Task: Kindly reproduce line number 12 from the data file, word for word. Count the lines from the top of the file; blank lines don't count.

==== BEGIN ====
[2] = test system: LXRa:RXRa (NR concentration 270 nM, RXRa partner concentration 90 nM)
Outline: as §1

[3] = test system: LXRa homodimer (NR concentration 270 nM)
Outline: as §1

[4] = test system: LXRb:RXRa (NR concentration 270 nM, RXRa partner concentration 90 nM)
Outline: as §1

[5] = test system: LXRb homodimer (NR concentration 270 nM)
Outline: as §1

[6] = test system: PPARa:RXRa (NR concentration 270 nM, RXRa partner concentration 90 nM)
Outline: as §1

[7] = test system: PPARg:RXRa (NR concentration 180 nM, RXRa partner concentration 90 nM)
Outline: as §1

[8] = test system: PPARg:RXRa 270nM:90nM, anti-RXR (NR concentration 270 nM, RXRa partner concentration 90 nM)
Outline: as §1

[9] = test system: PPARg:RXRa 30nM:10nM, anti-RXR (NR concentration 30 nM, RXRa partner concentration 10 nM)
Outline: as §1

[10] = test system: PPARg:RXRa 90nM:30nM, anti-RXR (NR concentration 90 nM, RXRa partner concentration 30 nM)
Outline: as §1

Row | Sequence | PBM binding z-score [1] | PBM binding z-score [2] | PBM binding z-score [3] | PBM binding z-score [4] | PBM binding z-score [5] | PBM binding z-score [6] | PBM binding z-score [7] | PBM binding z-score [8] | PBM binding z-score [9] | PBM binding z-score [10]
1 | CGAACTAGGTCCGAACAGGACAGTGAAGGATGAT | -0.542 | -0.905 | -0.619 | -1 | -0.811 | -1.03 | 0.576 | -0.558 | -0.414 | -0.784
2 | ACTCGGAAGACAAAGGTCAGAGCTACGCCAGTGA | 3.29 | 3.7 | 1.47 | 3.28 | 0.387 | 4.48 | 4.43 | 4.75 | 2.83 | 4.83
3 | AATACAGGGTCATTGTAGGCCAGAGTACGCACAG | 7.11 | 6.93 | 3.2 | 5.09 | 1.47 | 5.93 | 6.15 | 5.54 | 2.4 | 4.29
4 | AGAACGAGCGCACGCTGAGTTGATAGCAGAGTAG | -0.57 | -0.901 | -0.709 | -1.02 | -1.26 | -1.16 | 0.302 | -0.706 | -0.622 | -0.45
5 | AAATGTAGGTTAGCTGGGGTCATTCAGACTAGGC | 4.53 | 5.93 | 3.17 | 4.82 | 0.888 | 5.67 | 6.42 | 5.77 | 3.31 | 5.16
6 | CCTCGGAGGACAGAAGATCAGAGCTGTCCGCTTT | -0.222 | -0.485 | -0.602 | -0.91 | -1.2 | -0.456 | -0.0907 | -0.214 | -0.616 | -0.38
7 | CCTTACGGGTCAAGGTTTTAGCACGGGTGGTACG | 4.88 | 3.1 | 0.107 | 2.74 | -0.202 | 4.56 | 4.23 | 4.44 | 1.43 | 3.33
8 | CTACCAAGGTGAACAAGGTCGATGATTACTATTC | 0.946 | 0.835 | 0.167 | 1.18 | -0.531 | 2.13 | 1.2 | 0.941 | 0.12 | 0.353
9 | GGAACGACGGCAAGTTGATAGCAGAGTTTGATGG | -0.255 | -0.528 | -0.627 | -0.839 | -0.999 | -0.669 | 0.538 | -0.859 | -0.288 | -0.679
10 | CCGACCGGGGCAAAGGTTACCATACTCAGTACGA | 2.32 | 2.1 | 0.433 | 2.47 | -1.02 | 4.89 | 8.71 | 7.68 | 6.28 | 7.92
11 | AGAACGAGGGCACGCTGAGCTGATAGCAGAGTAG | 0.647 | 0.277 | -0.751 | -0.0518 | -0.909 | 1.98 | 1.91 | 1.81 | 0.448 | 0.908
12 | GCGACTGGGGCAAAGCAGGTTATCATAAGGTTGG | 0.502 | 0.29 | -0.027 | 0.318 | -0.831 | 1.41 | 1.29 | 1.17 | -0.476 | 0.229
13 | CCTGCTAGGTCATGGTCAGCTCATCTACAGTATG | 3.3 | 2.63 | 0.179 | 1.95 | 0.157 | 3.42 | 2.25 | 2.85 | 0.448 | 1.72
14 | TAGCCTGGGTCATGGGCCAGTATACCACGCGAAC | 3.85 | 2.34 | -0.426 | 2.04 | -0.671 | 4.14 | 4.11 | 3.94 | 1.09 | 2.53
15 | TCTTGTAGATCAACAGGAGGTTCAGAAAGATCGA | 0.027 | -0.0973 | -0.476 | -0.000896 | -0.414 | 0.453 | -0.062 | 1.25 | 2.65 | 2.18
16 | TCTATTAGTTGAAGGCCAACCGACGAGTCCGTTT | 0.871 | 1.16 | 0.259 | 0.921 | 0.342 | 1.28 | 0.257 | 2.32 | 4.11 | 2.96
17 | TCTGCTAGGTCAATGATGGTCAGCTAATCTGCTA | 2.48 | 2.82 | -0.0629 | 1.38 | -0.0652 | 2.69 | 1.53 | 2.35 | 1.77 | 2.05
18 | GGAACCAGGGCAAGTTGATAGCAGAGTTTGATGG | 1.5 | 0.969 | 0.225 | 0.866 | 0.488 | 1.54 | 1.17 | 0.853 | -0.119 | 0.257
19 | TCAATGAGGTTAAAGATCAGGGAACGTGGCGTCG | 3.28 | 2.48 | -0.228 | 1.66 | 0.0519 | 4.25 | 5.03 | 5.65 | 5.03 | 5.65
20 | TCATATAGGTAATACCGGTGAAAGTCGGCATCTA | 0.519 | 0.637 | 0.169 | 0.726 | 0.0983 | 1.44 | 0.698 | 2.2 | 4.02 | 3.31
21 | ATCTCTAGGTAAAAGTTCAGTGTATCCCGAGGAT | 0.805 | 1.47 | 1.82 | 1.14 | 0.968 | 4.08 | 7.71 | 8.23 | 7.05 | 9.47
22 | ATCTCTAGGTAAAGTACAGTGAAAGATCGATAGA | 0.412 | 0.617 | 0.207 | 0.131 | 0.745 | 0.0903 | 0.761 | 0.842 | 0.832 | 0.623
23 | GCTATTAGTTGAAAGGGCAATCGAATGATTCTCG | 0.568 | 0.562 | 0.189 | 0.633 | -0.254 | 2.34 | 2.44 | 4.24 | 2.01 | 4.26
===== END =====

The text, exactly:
Outline: as §1